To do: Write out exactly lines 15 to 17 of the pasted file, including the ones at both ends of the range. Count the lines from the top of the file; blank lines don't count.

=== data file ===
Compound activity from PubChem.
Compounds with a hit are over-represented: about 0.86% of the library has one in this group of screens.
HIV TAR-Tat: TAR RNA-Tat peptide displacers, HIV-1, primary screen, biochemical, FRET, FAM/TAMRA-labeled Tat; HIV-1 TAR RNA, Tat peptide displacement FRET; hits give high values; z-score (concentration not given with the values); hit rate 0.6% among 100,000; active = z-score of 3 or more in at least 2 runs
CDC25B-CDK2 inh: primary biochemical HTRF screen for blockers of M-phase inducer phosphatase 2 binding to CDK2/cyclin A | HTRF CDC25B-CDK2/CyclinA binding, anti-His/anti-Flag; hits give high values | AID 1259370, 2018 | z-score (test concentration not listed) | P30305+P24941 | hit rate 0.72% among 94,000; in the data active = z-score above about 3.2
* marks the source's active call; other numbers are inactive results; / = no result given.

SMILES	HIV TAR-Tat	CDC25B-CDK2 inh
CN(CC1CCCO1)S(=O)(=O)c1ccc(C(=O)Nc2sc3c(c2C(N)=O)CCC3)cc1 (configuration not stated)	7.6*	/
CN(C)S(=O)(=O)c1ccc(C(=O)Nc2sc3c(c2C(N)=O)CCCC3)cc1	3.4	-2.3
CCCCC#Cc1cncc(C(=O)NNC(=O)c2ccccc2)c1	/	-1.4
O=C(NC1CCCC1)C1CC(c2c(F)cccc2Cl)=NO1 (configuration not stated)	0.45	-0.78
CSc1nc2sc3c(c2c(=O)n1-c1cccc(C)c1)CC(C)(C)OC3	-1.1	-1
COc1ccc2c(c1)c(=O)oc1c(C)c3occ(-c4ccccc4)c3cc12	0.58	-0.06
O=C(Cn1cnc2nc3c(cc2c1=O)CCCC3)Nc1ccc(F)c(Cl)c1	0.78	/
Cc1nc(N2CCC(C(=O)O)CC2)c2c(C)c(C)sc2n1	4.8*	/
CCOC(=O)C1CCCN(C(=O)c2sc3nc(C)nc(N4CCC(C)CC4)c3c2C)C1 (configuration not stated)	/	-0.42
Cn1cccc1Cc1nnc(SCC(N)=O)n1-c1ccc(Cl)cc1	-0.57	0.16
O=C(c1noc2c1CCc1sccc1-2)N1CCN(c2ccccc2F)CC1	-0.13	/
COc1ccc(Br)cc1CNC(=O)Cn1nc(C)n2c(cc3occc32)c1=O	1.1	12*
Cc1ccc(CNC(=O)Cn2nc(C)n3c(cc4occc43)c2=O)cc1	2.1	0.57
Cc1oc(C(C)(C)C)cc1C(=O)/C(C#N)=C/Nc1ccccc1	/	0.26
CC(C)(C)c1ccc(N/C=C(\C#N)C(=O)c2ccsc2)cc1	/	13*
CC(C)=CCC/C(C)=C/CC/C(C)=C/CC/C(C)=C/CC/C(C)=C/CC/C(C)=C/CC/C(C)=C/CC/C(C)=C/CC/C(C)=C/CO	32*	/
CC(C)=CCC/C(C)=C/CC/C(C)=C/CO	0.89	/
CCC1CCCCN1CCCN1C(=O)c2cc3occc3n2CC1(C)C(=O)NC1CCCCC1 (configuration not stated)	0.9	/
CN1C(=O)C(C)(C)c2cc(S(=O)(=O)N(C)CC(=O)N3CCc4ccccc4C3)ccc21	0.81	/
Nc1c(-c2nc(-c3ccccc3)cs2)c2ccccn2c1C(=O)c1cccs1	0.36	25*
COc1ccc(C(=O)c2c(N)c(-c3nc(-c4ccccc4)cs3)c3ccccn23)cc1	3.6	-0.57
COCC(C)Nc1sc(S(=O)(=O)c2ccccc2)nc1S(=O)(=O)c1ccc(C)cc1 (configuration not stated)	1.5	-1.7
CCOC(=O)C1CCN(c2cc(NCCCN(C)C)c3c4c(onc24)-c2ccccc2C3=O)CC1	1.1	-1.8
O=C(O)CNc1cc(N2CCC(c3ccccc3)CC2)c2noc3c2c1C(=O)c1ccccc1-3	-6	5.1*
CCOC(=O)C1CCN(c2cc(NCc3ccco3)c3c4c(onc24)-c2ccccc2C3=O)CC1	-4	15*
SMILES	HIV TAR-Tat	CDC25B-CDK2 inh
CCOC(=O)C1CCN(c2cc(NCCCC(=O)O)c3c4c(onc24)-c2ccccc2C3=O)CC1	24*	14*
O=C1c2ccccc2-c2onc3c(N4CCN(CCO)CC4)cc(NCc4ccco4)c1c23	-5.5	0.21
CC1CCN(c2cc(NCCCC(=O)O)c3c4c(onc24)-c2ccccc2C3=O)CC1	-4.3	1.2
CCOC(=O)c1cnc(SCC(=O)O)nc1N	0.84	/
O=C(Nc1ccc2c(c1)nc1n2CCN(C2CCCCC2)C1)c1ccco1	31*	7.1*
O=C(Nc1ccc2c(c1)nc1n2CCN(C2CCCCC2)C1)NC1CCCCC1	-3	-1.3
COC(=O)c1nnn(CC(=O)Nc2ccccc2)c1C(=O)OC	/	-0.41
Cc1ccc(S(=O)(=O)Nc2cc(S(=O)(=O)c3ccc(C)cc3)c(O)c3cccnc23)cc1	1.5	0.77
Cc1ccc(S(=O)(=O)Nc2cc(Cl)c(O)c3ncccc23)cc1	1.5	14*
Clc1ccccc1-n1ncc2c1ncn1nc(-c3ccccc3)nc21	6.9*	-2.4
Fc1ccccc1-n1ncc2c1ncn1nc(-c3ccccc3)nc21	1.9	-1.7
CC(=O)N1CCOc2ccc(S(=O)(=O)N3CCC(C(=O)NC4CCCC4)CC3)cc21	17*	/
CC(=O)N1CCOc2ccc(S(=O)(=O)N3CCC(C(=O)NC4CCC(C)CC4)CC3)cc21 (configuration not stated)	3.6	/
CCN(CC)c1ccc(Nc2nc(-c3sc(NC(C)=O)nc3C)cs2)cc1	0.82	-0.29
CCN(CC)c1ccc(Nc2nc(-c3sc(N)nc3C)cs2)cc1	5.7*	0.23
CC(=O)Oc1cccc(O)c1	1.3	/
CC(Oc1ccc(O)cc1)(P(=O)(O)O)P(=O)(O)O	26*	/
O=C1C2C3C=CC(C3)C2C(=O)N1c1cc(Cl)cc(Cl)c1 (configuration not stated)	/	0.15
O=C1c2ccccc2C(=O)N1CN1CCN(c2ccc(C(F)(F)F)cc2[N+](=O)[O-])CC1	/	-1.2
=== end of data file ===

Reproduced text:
CCOC(=O)C1CCCN(C(=O)c2sc3nc(C)nc(N4CCC(C)CC4)c3c2C)C1 (configuration not stated)	/	-0.42
Cn1cccc1Cc1nnc(SCC(N)=O)n1-c1ccc(Cl)cc1	-0.57	0.16
O=C(c1noc2c1CCc1sccc1-2)N1CCN(c2ccccc2F)CC1	-0.13	/